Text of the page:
The GPs, Ps, PGs and Rs
I've been a big time video consumer for about 9 years now. Yes, since I was 10. I started renting VHS tapes one day when my cousin, Matthew, and I found ourselves in utter boredom while at my grandparents' place in the city. I could still remember the titles: Tales from the Cryptkeeper, Ghosbusters, Casper, Men in Black, and all the disaster-creature movies with giant snakes, sharks from hell and jillions of roaches creeping out of the toilet bowl.
I've been a good girl. Before I turned thirteen, I always looked for the shiny stickers on video cases with ratings on them. GPs and PGs and PG-13s and Rs. Of course I didn't rent those with PG-13s and Rs. It was the time when they still put those things on vids so parents could watch out what their children are watching.
When I reached high school, and thirteen too, and the web was already very much a part of life, my first destination was CARA - The Classification and Ratings Administration. www.filmratings.com. A really simple, minimalistic site that has all the ratings of almost any film after 1968, and the reasons for them too.
Rejoice for PG-13s -- it was time for a wider selection of films. I felt like a big girl. If I really wanted to watch Rs, I made sure it was an R only for language or drug content or some violence. Even Rs like this disturbed me. Like I wanted to murder Hitler all over again, with my own hands. It was that bad.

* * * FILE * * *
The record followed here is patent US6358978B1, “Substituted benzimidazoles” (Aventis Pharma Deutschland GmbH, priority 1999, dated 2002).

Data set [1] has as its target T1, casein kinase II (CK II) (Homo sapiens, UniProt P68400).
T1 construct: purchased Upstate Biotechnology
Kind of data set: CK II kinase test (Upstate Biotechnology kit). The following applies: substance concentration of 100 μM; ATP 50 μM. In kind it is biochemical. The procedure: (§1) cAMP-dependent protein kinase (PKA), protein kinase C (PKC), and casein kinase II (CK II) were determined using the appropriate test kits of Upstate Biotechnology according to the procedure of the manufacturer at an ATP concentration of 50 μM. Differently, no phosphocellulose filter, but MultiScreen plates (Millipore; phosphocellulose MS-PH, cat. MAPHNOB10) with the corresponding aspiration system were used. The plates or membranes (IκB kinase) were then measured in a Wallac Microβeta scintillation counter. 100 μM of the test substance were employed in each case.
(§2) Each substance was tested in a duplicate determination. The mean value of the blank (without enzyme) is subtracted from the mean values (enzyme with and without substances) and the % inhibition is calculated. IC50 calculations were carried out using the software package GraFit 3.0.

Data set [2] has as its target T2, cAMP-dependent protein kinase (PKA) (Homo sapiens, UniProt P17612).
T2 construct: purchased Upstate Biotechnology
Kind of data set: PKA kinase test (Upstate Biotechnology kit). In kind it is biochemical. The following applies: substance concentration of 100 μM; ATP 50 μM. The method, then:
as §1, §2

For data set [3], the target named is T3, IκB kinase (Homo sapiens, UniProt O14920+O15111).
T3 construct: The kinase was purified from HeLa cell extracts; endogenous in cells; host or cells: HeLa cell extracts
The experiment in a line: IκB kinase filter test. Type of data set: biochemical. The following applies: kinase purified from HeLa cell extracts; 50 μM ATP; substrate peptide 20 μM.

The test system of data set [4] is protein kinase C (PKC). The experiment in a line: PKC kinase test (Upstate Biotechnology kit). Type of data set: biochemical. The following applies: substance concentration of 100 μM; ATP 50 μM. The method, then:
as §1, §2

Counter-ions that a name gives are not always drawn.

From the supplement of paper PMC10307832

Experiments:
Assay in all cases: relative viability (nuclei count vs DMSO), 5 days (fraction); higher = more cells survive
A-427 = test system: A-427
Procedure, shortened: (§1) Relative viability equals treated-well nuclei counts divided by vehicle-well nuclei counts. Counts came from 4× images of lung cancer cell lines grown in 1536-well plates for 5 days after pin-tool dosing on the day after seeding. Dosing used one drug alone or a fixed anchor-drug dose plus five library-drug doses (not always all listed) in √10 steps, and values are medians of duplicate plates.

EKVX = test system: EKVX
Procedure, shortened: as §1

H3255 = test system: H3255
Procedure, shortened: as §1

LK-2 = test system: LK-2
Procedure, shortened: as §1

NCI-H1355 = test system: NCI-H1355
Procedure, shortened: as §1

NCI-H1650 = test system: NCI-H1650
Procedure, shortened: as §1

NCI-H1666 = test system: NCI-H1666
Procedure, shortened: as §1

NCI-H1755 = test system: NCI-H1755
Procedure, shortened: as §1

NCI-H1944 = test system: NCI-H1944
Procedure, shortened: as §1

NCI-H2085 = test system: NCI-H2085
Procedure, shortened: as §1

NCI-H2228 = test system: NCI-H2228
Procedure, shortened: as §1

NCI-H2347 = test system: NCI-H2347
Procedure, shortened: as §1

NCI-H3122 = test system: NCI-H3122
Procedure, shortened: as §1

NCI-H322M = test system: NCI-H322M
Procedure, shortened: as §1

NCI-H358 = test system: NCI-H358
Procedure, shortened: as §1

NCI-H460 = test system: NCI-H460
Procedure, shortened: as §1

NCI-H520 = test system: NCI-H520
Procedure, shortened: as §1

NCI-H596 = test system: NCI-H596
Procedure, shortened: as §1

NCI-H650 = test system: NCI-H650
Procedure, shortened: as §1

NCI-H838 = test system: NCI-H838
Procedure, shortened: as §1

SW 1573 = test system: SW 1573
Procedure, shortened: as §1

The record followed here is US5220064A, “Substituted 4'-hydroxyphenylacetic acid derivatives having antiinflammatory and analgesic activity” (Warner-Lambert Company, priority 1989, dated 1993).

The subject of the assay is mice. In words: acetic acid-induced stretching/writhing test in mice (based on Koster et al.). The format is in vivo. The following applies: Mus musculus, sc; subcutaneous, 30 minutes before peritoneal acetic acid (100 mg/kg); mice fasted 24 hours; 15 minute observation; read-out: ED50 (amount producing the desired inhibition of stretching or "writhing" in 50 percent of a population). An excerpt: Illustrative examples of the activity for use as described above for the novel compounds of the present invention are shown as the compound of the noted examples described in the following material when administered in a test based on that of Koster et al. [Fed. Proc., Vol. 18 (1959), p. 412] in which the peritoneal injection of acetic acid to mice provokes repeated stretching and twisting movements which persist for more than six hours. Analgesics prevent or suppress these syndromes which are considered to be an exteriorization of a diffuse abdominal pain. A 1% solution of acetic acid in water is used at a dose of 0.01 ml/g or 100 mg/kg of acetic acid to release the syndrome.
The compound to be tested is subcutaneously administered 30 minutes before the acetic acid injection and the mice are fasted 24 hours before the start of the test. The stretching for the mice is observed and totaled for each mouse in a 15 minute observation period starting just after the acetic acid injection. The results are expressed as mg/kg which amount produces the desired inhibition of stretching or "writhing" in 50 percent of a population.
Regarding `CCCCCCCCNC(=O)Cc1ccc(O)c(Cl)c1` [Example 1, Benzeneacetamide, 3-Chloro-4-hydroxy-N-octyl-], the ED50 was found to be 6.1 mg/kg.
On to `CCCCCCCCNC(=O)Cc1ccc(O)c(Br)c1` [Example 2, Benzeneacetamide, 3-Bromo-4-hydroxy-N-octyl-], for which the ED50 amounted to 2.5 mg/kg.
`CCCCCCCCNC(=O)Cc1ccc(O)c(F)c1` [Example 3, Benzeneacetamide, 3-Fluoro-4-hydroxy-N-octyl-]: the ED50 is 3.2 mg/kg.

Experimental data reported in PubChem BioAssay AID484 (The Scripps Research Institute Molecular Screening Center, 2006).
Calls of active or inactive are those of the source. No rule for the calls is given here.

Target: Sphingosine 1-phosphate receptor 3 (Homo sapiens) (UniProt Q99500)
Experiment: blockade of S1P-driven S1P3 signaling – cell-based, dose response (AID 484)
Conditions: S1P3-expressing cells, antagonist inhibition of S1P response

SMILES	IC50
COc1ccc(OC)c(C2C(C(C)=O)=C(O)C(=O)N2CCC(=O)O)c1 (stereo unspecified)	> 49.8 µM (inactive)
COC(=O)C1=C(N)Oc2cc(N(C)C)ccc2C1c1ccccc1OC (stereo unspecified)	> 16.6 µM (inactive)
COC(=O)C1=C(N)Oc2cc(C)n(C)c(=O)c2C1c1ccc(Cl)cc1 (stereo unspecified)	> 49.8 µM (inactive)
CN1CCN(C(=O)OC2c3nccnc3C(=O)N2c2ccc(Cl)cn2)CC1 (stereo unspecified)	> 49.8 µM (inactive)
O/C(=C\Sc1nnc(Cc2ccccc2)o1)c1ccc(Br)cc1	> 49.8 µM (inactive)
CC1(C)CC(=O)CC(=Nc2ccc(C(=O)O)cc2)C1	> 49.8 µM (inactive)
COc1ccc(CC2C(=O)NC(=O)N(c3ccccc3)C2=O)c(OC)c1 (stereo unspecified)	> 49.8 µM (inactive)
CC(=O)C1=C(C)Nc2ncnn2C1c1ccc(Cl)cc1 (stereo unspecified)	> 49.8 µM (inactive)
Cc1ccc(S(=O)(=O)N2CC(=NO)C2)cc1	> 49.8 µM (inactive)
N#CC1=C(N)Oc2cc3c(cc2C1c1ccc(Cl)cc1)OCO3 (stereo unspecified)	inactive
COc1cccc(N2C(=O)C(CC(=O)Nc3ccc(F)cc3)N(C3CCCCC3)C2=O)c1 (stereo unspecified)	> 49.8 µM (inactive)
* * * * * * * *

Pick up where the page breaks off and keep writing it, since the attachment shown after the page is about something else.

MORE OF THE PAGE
And I also wrote about the torture and inhumanity of World War II death camps for my high school term paper. The starvation, the malevolent medical experiments, the gruesome manual labor, the burnt corpses -- I knew them all. I was that interested.
Of course when I turned 18, I could pretty much watch anything. But really, I still felt like 18 is too young an age to be allowed to watch explicit material. If it's harmful for children, isn't also harmful for adults? It might even be more so for them.
But the dilemma many of the best movies like The Godfather Part I and II and Pulp Fiction are Rs. So I say there are bad Rs and there are good Rs. The reason I already stated. These two films are of course good Rs. Bad Rs are like Alexander Payne's Election (1999) which almost made Time Magazine's 100 all-time movies but I thought was a ridiculous, nonsensical film.
So anyway, my whole point is, after a lot of rambling, is that they should still put those shiny little ratings stickers on videos. Though some DVDs have ratings on them, it's so small, who would bother looking for that? What's the use of all that fuss in security in movie houses when don't regulate purchase and lending of vids? It's stupid.
But then again, it would entail extra effort. Pirated discs are sold off the streets to anyone who has P50 to P80.